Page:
It seems everything Scott Dikkers touches turns to something funny...and successful.
After all, this is the fellow who helped found The Onion back in 1988, then shepherded it from a college newspaper to an internationally acclaimed humor brand and, in the process, launched the world's first humor website.
Named by Rolling Stone as one of America's top-ten favorite writers, Scott is the author or co-author of numerous best-selling humor books, including, among others, The Onion's OUR DUMB CENTURY and OUR DUMB WORLD as well as YOU ARE WORTHLESS: DEPRESSING NUGGETS OF WISDOM SURE TO RUIN YOUR DAY. (A sample "nugget": "You're no good, you're not great-looking, and you're going to die someday and it's probably going to hurt.")
He is also the creator and artist of the comic strip Jim's Journal, one of the most popular Generation X-oriented strips in history. The strip, which appeared in 200 newspapers and a best-selling published collection, created humor by poking fun at other humor, a style that Scott called "anti-humor."
Scott has written and directed several films that include "Spaceman" and "Bad Meat" (starring Chevy Chase) as well as episodes of "The Onion News Network." He also has voiced numerous cartoons, including MTV's "Celebrity Deathmatch" and Saturday Night Live's "TV Funhouse."
(For a complete catalog of Scott Dikkers' work, please click here and here.)
Dikkers Cartoon Company
These days, Scott is at the helm of a new venture, but one that reflects a lifelong love: cartooning. He recently left his position at The Onion to found Dikkers Cartoon Company in Brooklyn, New York.
The company's website launched in May of this year and it's a humdinger, with gorgeous illustrations, streaming cartoons, games, even a gift shop.
And here's something you might not expect: all of the content at Dikkers Cartoon Company is rated for general audiences. That's right, Dikkers cartoons are appropriate - and funny! - for all ages.
This is one of my favorites, which you can watch by clicking here:
There's much more to experience over at the Dikkers Cartoons website and, remember, you can take your kids with you!
Hearing from Scott Dikkers that he enjoys your humor blog is like having Ralph Lauren walk up to you and say, "Those are some sharp pants." It's a compliment you treasure, a day you remember. It's a gift for which I am truly grateful.
I also am very grateful to Scott for graciously agreeing to share some of his thoughts on comedy, his career and the nature of success. I hope you'll enjoy reading his responses as much as I enjoyed our interview.
Growing up, Scott, were you the kid who always had the class laughing, or the kid who wrote and drew funny things but kept them to himself?
Sort of both, I guess. I alternated between being the kid who was quiet, introspective and bullied, and the kid who had everybody laughing. But I think those two extremes are closely related. In 6th grade the other boys in the class locked me in the storage shed at recess. Could that even happen now? We had no supervision at recess when I was a kid. When the other kids found out I could draw, they stopped doing that sort of thing. Why, I don't know. My drawing skill had some value, apparently. So, I continued to use what limited power I had to entertain in order to boost my social capital, because it seemed to work. And since entertaining was just about the only skill-like attribute I had, I didn't stop with drawing. I became a pretty serious class cutup. Every day at school I was like Seinfeld developing new material. My comedy friends and I would try out jokes in class and assess the audience reaction later. I used to do impressions of teachers. Once, when a teacher was late in 9th grade I got up and wore glasses like him and started teaching the class as him, and this went on for like 10 minutes. Kids laughed but also paid attention and did what I asked, so I started asking them to do outrageous things. That was really fun.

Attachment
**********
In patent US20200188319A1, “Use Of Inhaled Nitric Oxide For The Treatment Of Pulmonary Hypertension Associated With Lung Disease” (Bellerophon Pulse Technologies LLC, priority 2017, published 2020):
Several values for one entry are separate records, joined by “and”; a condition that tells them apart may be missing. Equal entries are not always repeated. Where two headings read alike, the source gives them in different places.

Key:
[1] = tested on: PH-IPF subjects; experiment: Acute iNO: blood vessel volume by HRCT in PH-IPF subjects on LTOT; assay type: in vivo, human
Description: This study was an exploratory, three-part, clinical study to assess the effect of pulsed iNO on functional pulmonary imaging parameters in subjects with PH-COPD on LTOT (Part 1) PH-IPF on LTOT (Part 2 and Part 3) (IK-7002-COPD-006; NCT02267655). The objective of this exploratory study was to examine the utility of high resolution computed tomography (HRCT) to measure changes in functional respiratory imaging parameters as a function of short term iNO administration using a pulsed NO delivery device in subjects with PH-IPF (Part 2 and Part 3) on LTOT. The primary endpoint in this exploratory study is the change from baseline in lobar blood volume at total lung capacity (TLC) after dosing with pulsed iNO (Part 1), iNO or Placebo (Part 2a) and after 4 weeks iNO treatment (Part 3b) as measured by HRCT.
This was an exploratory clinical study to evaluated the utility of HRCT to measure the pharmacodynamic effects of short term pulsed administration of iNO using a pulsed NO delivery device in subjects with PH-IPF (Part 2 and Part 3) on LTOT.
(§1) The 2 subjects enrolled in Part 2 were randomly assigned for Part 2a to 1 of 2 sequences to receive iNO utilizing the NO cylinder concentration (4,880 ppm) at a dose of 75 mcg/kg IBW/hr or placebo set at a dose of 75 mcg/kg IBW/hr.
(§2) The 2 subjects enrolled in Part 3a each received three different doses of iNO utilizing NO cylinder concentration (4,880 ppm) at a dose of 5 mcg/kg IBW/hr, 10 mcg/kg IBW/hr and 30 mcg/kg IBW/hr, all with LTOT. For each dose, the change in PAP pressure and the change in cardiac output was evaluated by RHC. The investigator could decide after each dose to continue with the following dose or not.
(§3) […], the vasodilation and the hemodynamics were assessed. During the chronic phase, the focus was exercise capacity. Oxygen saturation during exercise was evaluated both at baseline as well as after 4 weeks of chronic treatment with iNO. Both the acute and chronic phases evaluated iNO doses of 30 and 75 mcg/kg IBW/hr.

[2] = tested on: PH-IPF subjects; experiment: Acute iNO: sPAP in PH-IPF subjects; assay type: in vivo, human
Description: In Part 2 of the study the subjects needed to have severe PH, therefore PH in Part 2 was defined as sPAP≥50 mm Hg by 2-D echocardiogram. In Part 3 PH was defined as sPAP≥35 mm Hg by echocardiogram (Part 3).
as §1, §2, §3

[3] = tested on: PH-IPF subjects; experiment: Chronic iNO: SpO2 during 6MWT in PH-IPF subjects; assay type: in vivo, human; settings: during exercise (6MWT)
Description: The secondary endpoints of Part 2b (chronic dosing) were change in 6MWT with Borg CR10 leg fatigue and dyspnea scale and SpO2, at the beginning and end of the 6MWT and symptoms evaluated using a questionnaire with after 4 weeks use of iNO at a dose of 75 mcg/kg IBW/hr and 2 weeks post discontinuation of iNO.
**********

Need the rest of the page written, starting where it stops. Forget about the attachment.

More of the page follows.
You recently left your position as editor-in-chief of The Onion to found Dikkers Cartoon Company. How did you feel when the alarm clock went off that first morning of your new venture?
Well, it was good, but it's actually a feeling I'm fairly accustomed to. The Onion is and always has been a very small, privately held company. I owned it before I sold it to the current owners. So, it's not like I left an evil corporate job and went off to start my own bootstraps thing. That being said, I love making cartoons, and I love starting new things and I love the early stages of a new thing. I feel very much at home in that world and wake up pretty ecstatic in the morning. Getting up to go work at The Onion was the same way, though, usually. So, pretty much my whole adult life I've been waking up feeling extremely fortunate that I'm making a living doing what I love and doing my own thing.
Also, you must have had, what, 18,000 business cards left over after you switched jobs? What did you do with all of them?
I've probably given out a total of 3 business cards in my entire life. So, I always have stacks and stacks of boxes of those damned things in my desk drawer at any given time. At some point, somebody's going to figure out that I never use them and stop ordering so many boxes for me.
What do you think is the general public's biggest misconception about cartoons?
People think all cartoons now are made by computers. I tell people I'm making animated cartoons and they always say, "the computer can do all the inbetween drawings, right?" Yeah, that would look really good.
Some people may be surprised to learn that your cartoons - in addition to being funny - are surprisingly tender. Can you talk a little bit about this aspect of your work?
Thank you for saying so. Before The Onion got started, I made my living as a cartoonist. My daily comic strip ("Jim's Journal") had those same qualities. It seems to be the place I gravitate to when I'm drawing. Not sure what that's about. Also, over the years, I think The Onion, though it's main mission is to be funny, has had a lot of tenderness, too, believe it or not. As crass and outlandish as some of the humor is, I feel like there's always a respectful element to it at its core, that's essentially kind and pro-humanity. Most of the time.